The New York Times has a great article regarding how colleges and universities are adjusting their curriculums in response to the changing market conditions. Not unusual since through out history, college curriculums have adjusted to the needs of society, particularly employers. However, there seems to be a difference this time around given the budget cuts faced by many academic institutions. College Liberal Arts budgets are vulnerable to the increased need in technology, science, and business. However, there is a danger to taking from Peter to pay Paul. The article addresses this concern:
There’s evidence, though, that employers also don’t want students specializing too soon. The Association of American Colleges and Universities recently asked employers who hire at least 25 percent of their workforce from two- or four-year colleges what they want institutions to teach. The answers did not suggest a narrow focus. Instead, 89 percent said they wanted more emphasis on “the ability to effectively communicate orally and in writing,” 81 percent asked for better “critical thinking and analytical reasoning skills” and 70 percent were looking for “the ability to innovate and be creative.”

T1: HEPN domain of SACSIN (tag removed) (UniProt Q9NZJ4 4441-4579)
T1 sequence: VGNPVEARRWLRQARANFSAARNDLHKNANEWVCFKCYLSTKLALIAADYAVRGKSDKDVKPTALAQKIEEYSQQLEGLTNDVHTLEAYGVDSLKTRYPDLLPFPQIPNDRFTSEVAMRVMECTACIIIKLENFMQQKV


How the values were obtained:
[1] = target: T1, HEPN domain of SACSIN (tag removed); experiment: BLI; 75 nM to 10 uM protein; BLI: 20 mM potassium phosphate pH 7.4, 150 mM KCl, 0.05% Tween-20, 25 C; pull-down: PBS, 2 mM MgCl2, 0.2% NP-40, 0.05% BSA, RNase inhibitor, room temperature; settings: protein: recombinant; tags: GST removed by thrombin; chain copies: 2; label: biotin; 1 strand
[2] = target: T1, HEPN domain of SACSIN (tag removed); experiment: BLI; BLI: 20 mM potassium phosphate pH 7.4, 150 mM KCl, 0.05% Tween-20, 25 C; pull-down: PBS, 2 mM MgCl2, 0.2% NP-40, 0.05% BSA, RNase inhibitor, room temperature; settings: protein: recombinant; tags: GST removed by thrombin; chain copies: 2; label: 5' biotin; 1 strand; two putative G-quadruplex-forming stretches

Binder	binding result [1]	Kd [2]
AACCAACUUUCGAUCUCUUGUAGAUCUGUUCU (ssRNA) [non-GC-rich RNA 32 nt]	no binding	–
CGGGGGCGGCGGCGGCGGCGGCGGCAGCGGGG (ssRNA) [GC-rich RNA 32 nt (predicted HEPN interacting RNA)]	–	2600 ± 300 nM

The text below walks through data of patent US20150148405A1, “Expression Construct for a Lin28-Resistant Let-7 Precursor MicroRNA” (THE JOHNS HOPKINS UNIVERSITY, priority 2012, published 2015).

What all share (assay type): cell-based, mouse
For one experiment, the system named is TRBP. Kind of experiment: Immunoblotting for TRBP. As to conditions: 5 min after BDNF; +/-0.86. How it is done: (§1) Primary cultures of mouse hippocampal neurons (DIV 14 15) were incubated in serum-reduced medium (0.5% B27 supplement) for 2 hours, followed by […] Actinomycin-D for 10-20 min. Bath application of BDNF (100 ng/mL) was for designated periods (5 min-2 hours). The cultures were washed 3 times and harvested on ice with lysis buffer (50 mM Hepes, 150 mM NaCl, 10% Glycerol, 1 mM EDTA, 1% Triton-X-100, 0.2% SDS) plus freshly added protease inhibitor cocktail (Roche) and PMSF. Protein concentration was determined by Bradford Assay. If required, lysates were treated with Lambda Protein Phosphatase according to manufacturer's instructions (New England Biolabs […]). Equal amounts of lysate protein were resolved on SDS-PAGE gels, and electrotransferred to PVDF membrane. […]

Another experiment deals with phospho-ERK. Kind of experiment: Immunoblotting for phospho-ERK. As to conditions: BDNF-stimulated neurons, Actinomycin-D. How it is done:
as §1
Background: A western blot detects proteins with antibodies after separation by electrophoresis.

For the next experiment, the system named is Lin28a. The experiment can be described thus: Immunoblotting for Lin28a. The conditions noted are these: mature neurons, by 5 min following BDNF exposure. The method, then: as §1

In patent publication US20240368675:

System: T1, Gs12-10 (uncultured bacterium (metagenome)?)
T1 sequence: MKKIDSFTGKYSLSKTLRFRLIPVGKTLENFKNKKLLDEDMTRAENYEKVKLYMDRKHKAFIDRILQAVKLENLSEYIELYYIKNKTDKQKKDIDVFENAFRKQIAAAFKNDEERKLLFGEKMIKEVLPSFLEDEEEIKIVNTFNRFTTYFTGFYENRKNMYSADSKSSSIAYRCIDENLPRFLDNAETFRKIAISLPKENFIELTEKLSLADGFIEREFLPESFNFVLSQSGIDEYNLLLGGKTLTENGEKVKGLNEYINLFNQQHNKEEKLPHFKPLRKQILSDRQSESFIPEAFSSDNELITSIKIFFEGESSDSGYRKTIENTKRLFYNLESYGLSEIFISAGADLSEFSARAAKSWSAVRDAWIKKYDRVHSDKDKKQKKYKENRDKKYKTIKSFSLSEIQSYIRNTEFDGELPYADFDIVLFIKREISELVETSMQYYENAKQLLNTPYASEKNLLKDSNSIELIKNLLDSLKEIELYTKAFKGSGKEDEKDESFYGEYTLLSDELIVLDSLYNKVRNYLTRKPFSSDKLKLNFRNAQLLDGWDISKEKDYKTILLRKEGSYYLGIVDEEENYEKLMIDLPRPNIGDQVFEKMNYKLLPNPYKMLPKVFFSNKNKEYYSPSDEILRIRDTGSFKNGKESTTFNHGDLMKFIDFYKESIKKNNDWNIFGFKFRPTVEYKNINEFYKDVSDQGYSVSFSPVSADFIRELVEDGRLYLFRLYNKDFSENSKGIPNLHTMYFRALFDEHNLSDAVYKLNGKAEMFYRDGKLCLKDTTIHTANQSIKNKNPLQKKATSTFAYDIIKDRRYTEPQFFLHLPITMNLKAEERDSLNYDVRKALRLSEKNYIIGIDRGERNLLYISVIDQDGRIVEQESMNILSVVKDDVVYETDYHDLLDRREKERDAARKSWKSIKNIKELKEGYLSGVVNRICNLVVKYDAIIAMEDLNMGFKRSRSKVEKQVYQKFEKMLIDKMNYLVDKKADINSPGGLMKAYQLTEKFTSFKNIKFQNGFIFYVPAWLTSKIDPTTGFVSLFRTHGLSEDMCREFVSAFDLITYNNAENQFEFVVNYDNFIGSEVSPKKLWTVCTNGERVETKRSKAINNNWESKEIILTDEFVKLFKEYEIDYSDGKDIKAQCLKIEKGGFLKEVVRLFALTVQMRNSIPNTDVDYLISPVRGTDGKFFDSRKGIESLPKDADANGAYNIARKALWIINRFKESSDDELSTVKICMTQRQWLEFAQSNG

There is always a need to recognize that individuals are responsible for shaping the world through creativity. Ideas are created which in turn shape who we are and what as a society we create – especially in economic times like these. Complex and uncertain organizational environments in which managers function demands understanding complexity and uncertainty and much of this type of thinking lies within Liberal Arts. It requires the basic ability to communicate and create relationships – a skill employers say recent graduates are sorely lacking. Since an essential responsibility of a leader is to take action in the absence of standard operating procedures, critical thinking and good decision making requires intuition and the skill of subjective judgment – the cornerstones of a Liberal Arts curriculum.